Home Page
Home Page  |  Welcome  |  Issues  |  Volunteer  |  About us  |  Contribute  |  Publications

printer versionView a printer friendly version
email friend Email article to a friend

printer version
  


Thursday, March 2, 2006
Developer with Beacon Hill Connections Seeks State Land
by John Andrews

There’s nothing new about politically-wired developers asking their friends in the Legislature to help them get their hands on public land. But the news article below is especially pertinent given the attempt by the Legislature to weaken the safeguards that prevent public land from being transferred into private hands.

Rep. Dan Bosley, mentioned below as taking money from developer Peter Bassett, recently appeared with Rep. Thomas Stanley at a forum in Waltham to defend the Jones-Stanley bill (H4491). This bill would speed the process of turning public lands over to development. Rep. David Flynn, mentioned as pushing the transfer to Bassett, is the House co-chair of the committee that rushed Jones-Stanley through the committee process the day after the text was revealed.


Thursday, March 2, 2006
Developer seeks wildlife land in no-bid deal
By Dave WedgeNEWS ARTICLE from Boston Herald

A key piece of state-owned wildlife land in Bridgewater could be sold to a politically wired developer for a strip mall in a move by lawmakers that would circumvent conservation and bidding laws.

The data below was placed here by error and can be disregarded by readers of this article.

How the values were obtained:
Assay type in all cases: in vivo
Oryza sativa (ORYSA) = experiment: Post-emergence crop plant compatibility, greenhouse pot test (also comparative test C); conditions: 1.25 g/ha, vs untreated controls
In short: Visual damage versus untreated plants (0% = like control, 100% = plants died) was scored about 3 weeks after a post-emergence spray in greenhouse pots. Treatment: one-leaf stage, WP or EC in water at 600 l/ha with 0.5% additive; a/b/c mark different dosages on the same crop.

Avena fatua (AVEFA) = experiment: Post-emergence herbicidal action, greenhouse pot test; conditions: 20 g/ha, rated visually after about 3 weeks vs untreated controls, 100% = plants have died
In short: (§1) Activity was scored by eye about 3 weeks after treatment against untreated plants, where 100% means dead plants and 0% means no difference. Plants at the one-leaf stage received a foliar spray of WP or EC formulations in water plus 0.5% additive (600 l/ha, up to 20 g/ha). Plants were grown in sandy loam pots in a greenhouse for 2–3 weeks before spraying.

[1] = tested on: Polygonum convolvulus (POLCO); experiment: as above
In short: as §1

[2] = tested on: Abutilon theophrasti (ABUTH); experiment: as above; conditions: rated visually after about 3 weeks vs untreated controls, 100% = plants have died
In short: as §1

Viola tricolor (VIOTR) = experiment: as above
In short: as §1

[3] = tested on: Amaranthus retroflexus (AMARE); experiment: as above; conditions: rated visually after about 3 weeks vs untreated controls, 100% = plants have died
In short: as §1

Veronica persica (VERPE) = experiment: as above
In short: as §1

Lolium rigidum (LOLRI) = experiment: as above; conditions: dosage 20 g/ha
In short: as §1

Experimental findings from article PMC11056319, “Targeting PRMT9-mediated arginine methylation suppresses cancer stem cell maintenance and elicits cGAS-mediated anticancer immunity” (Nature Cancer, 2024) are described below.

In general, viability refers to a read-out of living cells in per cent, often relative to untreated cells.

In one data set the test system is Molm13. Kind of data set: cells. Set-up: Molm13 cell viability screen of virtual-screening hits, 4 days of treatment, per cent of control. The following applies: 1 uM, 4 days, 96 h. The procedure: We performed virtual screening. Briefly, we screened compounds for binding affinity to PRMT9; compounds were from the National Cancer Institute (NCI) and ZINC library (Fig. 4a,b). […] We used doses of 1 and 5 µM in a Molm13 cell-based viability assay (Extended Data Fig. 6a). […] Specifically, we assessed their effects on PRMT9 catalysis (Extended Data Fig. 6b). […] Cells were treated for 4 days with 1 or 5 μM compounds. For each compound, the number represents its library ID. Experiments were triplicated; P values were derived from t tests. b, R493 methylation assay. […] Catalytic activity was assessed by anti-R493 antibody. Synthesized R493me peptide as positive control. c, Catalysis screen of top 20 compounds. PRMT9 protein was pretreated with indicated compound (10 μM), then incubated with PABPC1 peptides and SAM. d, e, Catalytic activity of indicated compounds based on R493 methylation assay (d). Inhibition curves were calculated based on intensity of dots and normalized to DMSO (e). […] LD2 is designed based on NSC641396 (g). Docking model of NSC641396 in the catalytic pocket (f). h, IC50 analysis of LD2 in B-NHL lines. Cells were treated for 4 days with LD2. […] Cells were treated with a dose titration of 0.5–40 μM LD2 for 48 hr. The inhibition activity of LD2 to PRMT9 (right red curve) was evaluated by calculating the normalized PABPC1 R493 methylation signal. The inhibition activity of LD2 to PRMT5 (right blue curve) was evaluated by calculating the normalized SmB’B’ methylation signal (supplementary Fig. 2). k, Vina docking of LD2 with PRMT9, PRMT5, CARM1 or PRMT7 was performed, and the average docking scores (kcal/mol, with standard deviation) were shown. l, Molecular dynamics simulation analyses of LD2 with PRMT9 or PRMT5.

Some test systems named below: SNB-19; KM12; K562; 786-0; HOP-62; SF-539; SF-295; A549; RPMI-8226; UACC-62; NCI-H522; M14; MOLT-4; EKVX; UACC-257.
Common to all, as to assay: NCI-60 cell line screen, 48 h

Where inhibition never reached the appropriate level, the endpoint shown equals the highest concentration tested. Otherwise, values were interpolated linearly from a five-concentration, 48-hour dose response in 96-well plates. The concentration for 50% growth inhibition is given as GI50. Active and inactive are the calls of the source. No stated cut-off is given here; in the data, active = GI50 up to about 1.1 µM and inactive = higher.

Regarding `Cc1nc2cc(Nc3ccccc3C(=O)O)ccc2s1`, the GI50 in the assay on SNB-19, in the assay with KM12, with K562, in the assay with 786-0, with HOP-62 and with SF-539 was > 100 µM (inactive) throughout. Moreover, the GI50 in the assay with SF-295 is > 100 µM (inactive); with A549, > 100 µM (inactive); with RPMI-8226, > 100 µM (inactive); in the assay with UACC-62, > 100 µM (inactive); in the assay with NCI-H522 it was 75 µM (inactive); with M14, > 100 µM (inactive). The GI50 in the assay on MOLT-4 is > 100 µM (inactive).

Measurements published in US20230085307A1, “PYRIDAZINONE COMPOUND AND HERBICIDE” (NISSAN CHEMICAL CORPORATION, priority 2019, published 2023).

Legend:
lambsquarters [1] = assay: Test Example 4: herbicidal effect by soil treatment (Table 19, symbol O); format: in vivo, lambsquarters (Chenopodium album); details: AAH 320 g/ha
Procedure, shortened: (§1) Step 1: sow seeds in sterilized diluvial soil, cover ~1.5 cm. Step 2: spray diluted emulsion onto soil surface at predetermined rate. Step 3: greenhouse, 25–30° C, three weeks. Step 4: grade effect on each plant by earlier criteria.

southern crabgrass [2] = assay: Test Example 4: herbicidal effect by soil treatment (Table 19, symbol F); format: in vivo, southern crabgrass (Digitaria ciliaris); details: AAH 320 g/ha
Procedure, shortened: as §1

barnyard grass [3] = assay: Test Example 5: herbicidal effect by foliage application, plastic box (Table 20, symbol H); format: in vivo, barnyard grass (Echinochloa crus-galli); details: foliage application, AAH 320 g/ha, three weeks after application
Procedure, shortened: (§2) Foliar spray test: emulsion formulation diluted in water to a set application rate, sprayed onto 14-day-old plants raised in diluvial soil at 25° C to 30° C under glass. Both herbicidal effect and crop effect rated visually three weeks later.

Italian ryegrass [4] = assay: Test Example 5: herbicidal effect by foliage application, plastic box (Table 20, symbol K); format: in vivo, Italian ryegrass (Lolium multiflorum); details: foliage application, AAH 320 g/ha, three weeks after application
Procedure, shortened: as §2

Under the proposed deal, the Legislature would force Mass Highway to sell Weston developer Peter J. Bassett a tract of environmentally protected land at the junction of Routes 104 and 24, even though such sales are barred by law.

Bassett, a member of the Massachusetts Convention Center Authority, and his wife are campaign donors, giving thousands to state lawmakers, including maximum $500 contributions to Senate President Robert E. Travaglini (D-E. Boston), auditor Joseph DeNucci, Rep. Daniel Bosley (D-N. Adams) and Sen. Andrea Nuciforo Jr. (D-Pittsfield), records show.

The state-owned land is protected as an Area of Critical Environmental Concern because it’s part of the Hockomock Swamp, the state’s largest vegetated freshwater wetlands.

Under state law, if an agency decides it no longer needs ACEC land, it must offer it to other state agencies or put it up for public bid. More than 5,000 wetland acres abutting the land are owned by the state Division of Fisheries and Wildlife.

The Legislature’s Joint Committee on Transportation is slated to hold a hearing today on whether to sell the land to Bassett. Committee members state Sen. Marc Pacheco (D-Bridgewater) and state Rep. David Flynn (D-Bridgewater) jointly filed the bill at the urging of town officials.

Mass Highway officials are not expected to challenge the proposed deal, providing the land is sold at market value and the state retains an option to build a ramp.

Joe O’Keefe, spokesman for the state Executive Office of Environmental Affairs, which runs the ACEC program, said officials were unaware of any development on the property. Any building on the land, however, would be subject to a “stringent” environmental review, O’Keefe said.

Bassett did not return a message at his office last night.

[Editors Note: Our check of campaign filings reveals not just $500, but $5000 worth of contributions from Bassett and his wife to Rep. Bosley in the past 3 election cycles.]

  

Privacy Policy
Want to receive our email newsletter?